Yesterday, referred to me by my friend Ariele, I took a tour of Jerusalem with the company Ir Amim whose aim it is to shed light on the Israeli-Palestinian conflict. Clearly, you cannot cover the entire Arab-Israeli conflict in just a few hours, however, the tour is a first-hand introduction to the conflict. The tour is a free, 4-hour overview of the reality of the conflict right here in Jerusalem (led by an Israeli tour guide who sheds light on both sides of the conflict), and in particular, it takes you from the nicest neighborhoods of Jerusalem into the neighboring third-world standard settlements where Palestinians live currently. Additionally, not only do you see so clearly the juxtaposition of wealthy Jewish neighborhoods next to poverty-ridden Palestinian settlements, but also, you see up close and personal the physical separation barrier along the Green Line that has been put up over the last 10 years as an attempt to keep the Palestinian West Bank residents out of Jerusalem. This barrier, part wall and part fence, was decided upon after the Al-Asqa intifada wreaked so much havoc right here in Jerusalem in the early years of the 21st century.
Living and socializing in the middle of Jerusalem's upscale neighborhoods, its easy to be unaware of what is going on just behind the separation barrier. Most of us who visit Israel will never make it into the Palestinian settlements because a) it's scary, and b) it seems that there's nothing to see. We are literally separated from our Palestinian neighbors and its as if the problems there aren't real - until you see it first-hand. I want to share with you a little bit of what I saw on my tour.
One of the first stops on the tour is in the upscale Israeli neighborhood of Gilo, looking out toward Bethlehem and a nearby Palestinian settlement. Two neighboring communities that are so close to each other, yet worlds apart. Additionally, you can see the physical separation barrier in one of the photos below, which is patrolled by police 24/7 in order to enforce that the barrier is not crossed.
Next, after listening to the history of this area, taking in views of Bethlehem and getting a good look at the separation barrier and one of its 13 checkpoints, we went onward to check out two neighboring communities: Har Homa (an upscale Jewish neighborhood) and the Palestinian community adjacent to it, whose name I did not catch. See for yourself the difference between the two neighborhoods in the photos below. Whereas Jewish neighborhoods are modern, new and upscale with the luxury of fancy schools, nice hospitals, paved streets, playgrounds and weekly trash collection; the Palestinian neighborhoods get none of the above. They are considered third-world communities. There are no playgrounds, no public schools, no paved streets, deteriorating hospitals and squalid living conditions. It is overcrowded and uncomfortable to drive through.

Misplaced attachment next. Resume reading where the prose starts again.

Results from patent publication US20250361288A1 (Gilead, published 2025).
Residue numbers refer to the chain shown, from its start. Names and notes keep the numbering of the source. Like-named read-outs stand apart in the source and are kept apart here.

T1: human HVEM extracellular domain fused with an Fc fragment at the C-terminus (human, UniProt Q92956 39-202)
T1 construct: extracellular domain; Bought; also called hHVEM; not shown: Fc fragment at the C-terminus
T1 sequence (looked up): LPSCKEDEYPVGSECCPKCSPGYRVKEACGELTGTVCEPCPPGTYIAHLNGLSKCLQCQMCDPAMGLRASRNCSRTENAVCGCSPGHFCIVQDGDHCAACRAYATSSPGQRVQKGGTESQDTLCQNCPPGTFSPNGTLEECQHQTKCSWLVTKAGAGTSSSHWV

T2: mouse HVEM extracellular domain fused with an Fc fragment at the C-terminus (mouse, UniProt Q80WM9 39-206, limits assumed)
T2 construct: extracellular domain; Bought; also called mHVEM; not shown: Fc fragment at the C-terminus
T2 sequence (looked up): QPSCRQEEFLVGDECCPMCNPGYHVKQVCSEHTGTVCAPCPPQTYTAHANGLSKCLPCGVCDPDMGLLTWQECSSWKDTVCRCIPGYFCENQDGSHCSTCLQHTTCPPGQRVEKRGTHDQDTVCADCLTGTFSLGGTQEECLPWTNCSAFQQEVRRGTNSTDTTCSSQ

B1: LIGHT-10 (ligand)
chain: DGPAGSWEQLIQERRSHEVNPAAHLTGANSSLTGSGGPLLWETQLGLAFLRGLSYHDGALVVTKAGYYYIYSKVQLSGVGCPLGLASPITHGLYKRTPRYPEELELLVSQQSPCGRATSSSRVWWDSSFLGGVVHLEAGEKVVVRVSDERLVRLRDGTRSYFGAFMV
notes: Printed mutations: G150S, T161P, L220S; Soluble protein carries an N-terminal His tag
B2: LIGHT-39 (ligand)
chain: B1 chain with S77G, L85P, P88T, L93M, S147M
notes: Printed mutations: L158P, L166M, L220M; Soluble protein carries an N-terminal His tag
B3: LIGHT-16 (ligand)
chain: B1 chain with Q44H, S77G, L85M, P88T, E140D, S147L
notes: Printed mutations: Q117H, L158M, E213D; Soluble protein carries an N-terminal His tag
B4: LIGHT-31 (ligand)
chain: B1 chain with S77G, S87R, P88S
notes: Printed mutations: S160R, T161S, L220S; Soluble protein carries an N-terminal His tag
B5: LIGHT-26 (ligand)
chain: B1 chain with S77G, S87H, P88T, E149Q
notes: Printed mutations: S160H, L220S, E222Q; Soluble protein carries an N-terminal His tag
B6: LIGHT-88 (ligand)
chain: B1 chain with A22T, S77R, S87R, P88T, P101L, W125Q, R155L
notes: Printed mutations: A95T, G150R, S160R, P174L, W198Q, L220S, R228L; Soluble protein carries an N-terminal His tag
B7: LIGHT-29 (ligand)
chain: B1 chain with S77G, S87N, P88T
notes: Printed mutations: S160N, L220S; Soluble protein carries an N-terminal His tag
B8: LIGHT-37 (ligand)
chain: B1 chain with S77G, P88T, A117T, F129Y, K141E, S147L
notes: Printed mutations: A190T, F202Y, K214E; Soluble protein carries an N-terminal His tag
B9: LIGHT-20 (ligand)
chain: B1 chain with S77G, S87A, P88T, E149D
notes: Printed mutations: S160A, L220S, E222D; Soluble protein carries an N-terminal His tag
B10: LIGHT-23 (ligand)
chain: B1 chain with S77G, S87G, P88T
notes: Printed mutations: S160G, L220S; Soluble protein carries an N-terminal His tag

Har Homa (Jewish/Israeli neighborhood):
Palestinian Settlement (Beit Safafa) just across the street from Har Homa:
The socioeconomic differences between the two communities is obvious to the naked eye. I was torn between feeling compassionate for some of the innocent people and children living in such conditions, and at the same time, feeling intense anger and resentment toward these communities that have groomed terrorists responsible for some of the most atrocious crimes against humanity, and specifically, against my own people. As is obvious, its an unending and irreconcilable conflict.
After visiting these two communities, we made our way into another Palestinian settlement where the wall or barrier can be seen up close. You can even touch it if you want to; instead, I took a few pictures. It is ever so reminiscent of the Berlin Wall in war-torn Germany. I could not help but feel like the people whom this wall barricades must feel like animals caged in, which is never a good thing.
And here are a few more images of the separation barrier seen from afar in various locations throughout Jerusalem:
The last images from above is looking out over the one and only Palestinian refugee camp here inside the municipal boundaries of Jerusalem, meant to house 1,500 people, but is now home to around 20,000 Palestinians. Even though the refugee camp falls within the city municipality, the area receives no city amenities at all, including hospitals, police enforcement, and trash collection. The result is extreme poverty and destitute conditions that most either know nothing about or choose to shun. Like the other Palestinian settlements, residents inside these areas hold blue Israeli ID cards and permanent residents cards, however, in order to access modern Jerusalem and all the amenities inside Jerusalem, they must pass through one of 13 tedious and time-consuming checkpoints (similar to the US border crossing in San Diego/Tijuana).
Finally, here are a few vistas that I captured throughout the 4-hour tour, of the city of Jerusalem itself as well as from the outskirts of Jerusalem looking towards the Jordanian mountains:
The tour left us a bit unsettled, especially given the tour guide's perspective that things are going to get a whole lot worse before they can ever get better. As a reminder, the tour's overall mission is to educate locals and foreigners alike about both sides of the conflict and the realities that exist within both territories. Furthermore, the conclusive aim is to arrive at a more "viable and equitable city (of Jerusalem) for the Israelis and Palestinians who share it.....through a negotiated process between Israel and the Palestinians". Hopefully my overview of the tour gives you a little perspective into the peace process going on here in the Middle East. It's unbelievable to think about what's going on in the backyard of my current city, as a type from the comfort of my modern home and beautiful surrounding community.